Hunt Pledges New Support for Doctors to Learn From Mistakes

Peter Russell

June 11, 2018

Doctors and nurses will be supported to examine and learn from ordinary mistakes without it being used against them, health secretary Jeremy Hunt has insisted.

New measures to improve patient safety and protect health professionals from fear that they could be compromised by their own reflective practice documents have been announced by the Department of Health and Social Care.

Review Into Gross Negligence Manslaughter

It followed a rapid government review into gross negligence manslaughter in healthcare led by Sir Norman Williams, former president of the Royal College of Surgeons.

Following its publication, the General Medical Council (GMC) and the British Medical Association (BMA) said they were disappointed that doctors' reflective written notes would not be granted legal privilege to prevent them being used in gross negligence manslaughter cases.

However, the Williams report recommended that healthcare professionals' personal case notes should not be available to regulators investigating fitness to practice.

Among other measures announced by Mr Hunt today:

  • The rollout of a scheme in which every patient death will be scrutinised by medical examiners or coroners

  • The withdrawal of the right of the GMC to appeal Medical Practitioners' Tribunal rulings

  • A new programme offering doctors confidential data on their results and how they compare nationally to support learning and improvement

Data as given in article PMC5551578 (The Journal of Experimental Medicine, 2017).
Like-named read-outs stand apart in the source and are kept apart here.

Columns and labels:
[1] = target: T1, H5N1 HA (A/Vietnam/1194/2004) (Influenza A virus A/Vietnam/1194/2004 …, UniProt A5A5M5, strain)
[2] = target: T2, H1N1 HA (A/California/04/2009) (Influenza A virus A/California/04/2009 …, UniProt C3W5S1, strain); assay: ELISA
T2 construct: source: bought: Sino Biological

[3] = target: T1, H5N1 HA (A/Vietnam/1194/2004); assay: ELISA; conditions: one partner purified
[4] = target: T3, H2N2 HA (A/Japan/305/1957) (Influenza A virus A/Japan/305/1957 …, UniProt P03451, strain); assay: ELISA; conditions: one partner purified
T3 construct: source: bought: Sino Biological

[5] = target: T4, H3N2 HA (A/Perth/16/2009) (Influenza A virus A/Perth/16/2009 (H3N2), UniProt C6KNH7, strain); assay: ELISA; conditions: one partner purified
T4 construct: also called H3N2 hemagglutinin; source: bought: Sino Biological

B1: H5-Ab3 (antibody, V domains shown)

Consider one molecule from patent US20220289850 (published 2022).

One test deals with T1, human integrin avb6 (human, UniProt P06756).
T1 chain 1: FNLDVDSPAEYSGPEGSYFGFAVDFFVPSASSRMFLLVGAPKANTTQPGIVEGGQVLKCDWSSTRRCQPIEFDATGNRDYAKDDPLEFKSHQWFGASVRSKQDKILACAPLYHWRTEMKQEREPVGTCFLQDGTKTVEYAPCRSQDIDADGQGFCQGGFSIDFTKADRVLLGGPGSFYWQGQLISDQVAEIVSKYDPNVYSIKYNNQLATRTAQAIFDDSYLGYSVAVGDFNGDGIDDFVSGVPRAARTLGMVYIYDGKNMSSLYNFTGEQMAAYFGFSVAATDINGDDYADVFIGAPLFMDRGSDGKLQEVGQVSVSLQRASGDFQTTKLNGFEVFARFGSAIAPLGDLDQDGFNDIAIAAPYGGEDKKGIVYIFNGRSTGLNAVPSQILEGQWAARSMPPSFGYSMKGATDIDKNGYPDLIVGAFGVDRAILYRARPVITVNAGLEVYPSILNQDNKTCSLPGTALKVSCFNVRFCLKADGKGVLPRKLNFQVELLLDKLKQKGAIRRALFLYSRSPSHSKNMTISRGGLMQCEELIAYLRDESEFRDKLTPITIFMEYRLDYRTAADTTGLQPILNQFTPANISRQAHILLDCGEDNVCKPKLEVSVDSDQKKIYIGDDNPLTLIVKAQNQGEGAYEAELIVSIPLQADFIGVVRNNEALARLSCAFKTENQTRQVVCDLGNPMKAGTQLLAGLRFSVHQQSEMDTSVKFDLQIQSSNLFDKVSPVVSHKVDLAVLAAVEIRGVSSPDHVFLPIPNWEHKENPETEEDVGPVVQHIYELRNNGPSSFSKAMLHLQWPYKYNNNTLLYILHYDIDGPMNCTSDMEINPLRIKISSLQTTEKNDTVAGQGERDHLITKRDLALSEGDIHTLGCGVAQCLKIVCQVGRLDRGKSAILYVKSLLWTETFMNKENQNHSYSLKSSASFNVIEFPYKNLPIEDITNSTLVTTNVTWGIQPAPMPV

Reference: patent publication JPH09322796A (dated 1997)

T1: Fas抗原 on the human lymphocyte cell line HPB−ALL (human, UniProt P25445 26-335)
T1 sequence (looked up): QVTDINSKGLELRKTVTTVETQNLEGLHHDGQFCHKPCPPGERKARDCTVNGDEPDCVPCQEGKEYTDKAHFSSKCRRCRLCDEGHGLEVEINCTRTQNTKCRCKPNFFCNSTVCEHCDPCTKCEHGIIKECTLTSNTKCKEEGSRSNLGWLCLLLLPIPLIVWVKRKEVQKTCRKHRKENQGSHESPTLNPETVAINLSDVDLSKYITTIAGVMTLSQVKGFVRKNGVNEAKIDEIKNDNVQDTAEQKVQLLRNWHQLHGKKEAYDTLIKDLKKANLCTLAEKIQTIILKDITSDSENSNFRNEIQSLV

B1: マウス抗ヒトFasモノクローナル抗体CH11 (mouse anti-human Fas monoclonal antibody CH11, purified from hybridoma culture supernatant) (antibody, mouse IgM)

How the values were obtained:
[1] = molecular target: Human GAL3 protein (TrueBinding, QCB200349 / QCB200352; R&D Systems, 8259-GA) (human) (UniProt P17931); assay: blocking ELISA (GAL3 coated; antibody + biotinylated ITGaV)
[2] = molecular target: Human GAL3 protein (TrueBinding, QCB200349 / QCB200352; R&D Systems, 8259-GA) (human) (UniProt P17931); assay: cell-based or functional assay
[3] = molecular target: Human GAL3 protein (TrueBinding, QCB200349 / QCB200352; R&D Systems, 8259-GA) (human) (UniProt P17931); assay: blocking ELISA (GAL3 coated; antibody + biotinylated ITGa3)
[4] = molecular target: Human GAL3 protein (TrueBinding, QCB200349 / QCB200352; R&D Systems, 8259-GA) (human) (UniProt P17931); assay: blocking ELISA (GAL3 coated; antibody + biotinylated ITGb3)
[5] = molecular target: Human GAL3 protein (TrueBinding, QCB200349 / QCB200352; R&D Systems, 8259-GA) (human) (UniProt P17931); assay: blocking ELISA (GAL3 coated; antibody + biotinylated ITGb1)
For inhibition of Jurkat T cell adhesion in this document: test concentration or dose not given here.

Mr Hunt said: "When something goes tragically wrong in healthcare, the best apology to grieving families is to guarantee that no-one will experience that same heartache again.

The Bawa-Garba Case

"I was deeply concerned about the unintended chilling effect on clinicians' ability to learn from mistakes following recent court rulings, and the actions from this authoritative review will help us promise them that the NHS will support them to learn rather than seek to blame."

The review came after concerns were raised by the medical profession about Dr Hadiza Bawa-Garba, who was struck off after the death of 6 year old Jack Adcock from Leicester, who died of sepsis in 2011.

Preventing the GMC from appealing fitness to practise decisions by the Medical Practitioner Tribunal Service was recommended by the Williams review. In a letter to Mr Hunt, Sir Norman said: "Such action will hopefully mitigate the distrust felt by doctors about their professional regulator, while maintaining effective public protection through the Professional Standards Authority's right of appeal."

A Missed Opportunity?

The move has drawn criticism from the GMC, which said it would significantly reduce its ability to protect patients. Prof Sir Terence Stephenson, GMC chair, said: "Our appeals have been upheld in 16 out of 18 cases heard by the courts. We believe our actions have provided greater public safety and maintained public confidence in the profession through these rulings, all but one of which involved sexual misconduct or dishonesty."

The GMC described the decision not to grant legal protection in the criminal courts to doctors' reflections as a "missed opportunity to promote a genuine learning culture".

The BMA said it still supported full legal protection. Dr Chaand Nagpaul, BMA council chair, said: "Doctors must feel able to report errors and reflect on their own mistakes openly, without the fear of these reflections being used against them at a later stage."

However, the Williams review concluded: "No other sectors or professions have equivalent privilege, and to provide an exemption for reflective practice material would rightly cause concern that healthcare professionals are above the law."

Mr Hunt has also announced that GPs and ambulance trusts "will be the next focus for reviewing deaths to help understand and tackle patient safety issues".


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